This estimate has not been independently checked by cost consultants employed by Wandsworth Council or English Heritage.
The contract sum for the demolition and rebuilding of the chimneys was redacted from the copy of the contract sent to Wandsworth. So it is not possible to compare demolition costs against rebuilding.
The Council does not know if the bond is signed and in force, although the reconstruction contract starts next Monday.

HISTORY REPEATING…

This is all the more alarming in light of what happened when John Broome, the first failed developer of the site, took down but never replaced the west wall and roof, as it remains to this day. The council’s own report in 1989 criticised the woeful lack of safeguards and- some would say- gullibility of the planning officers.

According to Battersea Power Station Community Group the bond money should be held in a British bank if Wandsworth and English Heritage are to have any chance of getting at it in the event of a default.  The total value of the bond also needs to be increased substantially if it is to be able to cover the reconstruction of three and a half chimneys, if a default occurs.

With the chimneys reconstruction contract about to start, it is clear that Wandsworth Council and English Heritage are not protecting our cultural heritage -either in checking the proposed value of the bond or making sure the contract is signed and enforceable before the demolition and reconstruction project starts.

With interest rates about to rise, the possibility of the project failing yet again is increasing by the day.  If this happens when the chimneys are down, and it turns out the bond money isn’t there (as was the case in 1989 after Broome went bust)  the chimneys will never be rebuilt.

We need to rescue Battersea Power Station from these shameless, grey, dozing men who will sell our industrial heritage for peanuts and the enrichment of foreign “investors”. Keep an eye on the revolving door!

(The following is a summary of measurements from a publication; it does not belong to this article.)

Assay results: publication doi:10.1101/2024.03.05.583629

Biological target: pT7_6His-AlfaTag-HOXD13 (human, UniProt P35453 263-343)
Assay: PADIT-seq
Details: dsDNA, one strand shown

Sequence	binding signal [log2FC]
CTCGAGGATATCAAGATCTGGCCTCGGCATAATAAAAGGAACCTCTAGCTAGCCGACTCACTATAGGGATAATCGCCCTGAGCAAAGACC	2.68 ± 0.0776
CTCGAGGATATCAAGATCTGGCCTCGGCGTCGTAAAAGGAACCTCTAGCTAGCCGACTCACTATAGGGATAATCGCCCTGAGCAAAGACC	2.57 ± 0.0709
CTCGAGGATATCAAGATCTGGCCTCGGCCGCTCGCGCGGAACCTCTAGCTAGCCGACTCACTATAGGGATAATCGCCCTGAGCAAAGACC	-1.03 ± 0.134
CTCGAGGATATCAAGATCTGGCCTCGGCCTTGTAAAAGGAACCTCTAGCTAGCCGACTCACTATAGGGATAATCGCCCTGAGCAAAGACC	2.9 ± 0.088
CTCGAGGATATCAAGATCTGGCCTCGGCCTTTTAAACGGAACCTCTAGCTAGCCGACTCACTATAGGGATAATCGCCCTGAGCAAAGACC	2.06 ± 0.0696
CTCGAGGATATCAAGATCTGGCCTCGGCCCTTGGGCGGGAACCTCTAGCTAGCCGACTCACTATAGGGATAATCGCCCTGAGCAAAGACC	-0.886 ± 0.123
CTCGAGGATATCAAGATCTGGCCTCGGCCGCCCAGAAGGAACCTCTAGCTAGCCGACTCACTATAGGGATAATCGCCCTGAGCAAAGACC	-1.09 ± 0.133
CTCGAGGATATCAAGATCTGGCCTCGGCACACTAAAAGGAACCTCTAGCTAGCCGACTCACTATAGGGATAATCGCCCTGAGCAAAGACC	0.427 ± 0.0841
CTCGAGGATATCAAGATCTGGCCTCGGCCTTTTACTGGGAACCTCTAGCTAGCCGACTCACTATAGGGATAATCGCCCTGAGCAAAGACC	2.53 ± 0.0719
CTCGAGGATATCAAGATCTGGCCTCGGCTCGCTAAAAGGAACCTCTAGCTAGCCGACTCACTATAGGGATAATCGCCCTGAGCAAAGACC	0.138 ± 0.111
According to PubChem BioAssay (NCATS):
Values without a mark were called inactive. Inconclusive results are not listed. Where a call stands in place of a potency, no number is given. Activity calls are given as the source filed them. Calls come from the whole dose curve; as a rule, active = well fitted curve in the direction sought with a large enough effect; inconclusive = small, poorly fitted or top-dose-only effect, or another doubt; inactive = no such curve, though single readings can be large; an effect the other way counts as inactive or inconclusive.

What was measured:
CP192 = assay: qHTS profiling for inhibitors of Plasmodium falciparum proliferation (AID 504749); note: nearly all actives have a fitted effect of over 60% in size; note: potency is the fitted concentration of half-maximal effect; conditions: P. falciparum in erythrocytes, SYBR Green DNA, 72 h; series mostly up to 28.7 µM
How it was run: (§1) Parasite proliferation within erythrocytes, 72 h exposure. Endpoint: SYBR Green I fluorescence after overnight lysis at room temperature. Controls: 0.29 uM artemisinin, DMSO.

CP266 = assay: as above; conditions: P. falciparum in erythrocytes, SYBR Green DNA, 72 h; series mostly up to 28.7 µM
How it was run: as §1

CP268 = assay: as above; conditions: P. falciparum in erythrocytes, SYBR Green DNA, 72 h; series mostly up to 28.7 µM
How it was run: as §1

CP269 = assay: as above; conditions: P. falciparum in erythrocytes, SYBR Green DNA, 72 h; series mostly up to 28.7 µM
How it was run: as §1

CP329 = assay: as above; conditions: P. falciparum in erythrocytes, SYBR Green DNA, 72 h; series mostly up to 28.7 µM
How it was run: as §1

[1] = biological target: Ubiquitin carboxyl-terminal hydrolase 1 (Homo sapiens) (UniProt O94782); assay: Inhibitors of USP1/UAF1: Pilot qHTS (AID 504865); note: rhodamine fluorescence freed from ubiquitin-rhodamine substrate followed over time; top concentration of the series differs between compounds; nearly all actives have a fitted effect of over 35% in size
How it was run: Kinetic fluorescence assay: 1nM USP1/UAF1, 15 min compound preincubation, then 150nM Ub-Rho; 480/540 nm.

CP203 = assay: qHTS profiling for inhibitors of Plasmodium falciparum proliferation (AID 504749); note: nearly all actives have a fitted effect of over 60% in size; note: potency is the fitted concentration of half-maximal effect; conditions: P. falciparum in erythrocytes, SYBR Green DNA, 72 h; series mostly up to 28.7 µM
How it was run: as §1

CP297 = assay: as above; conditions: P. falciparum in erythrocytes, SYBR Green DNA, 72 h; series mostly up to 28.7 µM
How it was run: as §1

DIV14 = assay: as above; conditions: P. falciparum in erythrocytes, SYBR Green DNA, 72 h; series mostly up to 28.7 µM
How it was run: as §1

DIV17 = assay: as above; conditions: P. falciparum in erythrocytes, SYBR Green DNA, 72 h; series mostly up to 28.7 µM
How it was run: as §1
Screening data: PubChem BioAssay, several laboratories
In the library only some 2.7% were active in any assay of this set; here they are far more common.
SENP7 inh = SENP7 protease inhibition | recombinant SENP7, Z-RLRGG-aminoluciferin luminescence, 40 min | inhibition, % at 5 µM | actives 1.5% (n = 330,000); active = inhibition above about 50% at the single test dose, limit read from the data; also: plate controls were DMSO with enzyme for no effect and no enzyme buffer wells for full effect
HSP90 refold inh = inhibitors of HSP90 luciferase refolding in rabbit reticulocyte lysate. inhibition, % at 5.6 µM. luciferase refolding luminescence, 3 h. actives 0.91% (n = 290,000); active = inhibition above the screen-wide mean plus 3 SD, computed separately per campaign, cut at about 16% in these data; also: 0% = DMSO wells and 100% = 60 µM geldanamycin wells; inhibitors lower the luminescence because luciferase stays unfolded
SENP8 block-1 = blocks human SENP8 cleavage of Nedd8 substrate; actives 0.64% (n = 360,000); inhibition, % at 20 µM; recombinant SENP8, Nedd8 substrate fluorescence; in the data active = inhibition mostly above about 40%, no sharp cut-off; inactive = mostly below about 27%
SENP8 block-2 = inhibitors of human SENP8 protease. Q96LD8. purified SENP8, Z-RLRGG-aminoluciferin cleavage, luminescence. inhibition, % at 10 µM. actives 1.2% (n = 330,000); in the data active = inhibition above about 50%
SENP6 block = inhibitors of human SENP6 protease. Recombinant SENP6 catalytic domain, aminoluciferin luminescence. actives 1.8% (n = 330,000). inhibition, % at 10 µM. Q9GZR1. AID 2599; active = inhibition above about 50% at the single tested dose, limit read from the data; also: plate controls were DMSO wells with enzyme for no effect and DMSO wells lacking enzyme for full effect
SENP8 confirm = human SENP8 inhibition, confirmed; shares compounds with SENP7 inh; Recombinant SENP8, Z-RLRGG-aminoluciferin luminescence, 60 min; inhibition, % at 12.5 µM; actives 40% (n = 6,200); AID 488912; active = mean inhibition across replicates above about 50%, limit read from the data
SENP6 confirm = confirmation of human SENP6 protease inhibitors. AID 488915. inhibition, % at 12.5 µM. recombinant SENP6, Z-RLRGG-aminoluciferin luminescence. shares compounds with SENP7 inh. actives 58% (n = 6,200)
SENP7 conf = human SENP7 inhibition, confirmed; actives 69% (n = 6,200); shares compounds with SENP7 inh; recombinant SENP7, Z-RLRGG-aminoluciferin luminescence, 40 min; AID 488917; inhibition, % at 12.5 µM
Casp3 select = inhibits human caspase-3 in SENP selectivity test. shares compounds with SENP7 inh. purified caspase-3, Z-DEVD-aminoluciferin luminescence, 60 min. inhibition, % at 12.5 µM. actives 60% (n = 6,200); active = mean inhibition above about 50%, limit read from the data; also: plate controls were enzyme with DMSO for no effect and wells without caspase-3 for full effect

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London Evening Standard loves the future outlook of a wrecked Battersea Power Station

To start with, a few months ago the London Evening Standard proudly presented their collaboration with the owners of the Battersea Power Station on the ‘The Power 1000 – London’s most influential people 2013‘.

BPSeveningstandardpower1000_1

The endangered building was used as a backdrop for the party, no one seemed to be scared of the chimneys collapsing on them, even though the Standard had previously reported that they must be unsafe. The uncritical, back slapping love-in was topped with speeches from Boris Johnson, Mayor of London, Sarah Sands, Evening Standard Editor and Rob Tincknell,  Battersea Power Station chief executive.

And in the 13th November edition about ‘Battersea’s rebirth’ they enthusiastically trumpet the ‘creation of a completely new district where none existed before’.

Wandsworth Tory Leader Ravi Govindia claimed the area will “change faster and more dramatically than any other part of London”- perhaps but maybe not for the better.